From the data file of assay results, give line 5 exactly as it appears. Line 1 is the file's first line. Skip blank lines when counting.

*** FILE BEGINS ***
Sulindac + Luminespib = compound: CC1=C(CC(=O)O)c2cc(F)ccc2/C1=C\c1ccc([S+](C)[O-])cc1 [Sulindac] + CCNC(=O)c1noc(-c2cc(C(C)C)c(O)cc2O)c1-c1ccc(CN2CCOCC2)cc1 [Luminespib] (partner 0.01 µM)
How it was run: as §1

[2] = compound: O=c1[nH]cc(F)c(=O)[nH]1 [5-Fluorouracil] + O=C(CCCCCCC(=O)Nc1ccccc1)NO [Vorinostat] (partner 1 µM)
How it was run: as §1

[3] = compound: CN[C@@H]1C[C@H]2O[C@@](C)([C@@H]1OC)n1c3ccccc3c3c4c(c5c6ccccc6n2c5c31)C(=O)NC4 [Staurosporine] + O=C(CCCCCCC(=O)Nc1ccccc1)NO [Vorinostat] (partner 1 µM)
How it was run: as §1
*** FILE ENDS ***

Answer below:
[3] = compound: CN[C@@H]1C[C@H]2O[C@@](C)([C@@H]1OC)n1c3ccccc3c3c4c(c5c6ccccc6n2c5c31)C(=O)NC4 [Staurosporine] + O=C(CCCCCCC(=O)Nc1ccccc1)NO [Vorinostat] (partner 1 µM)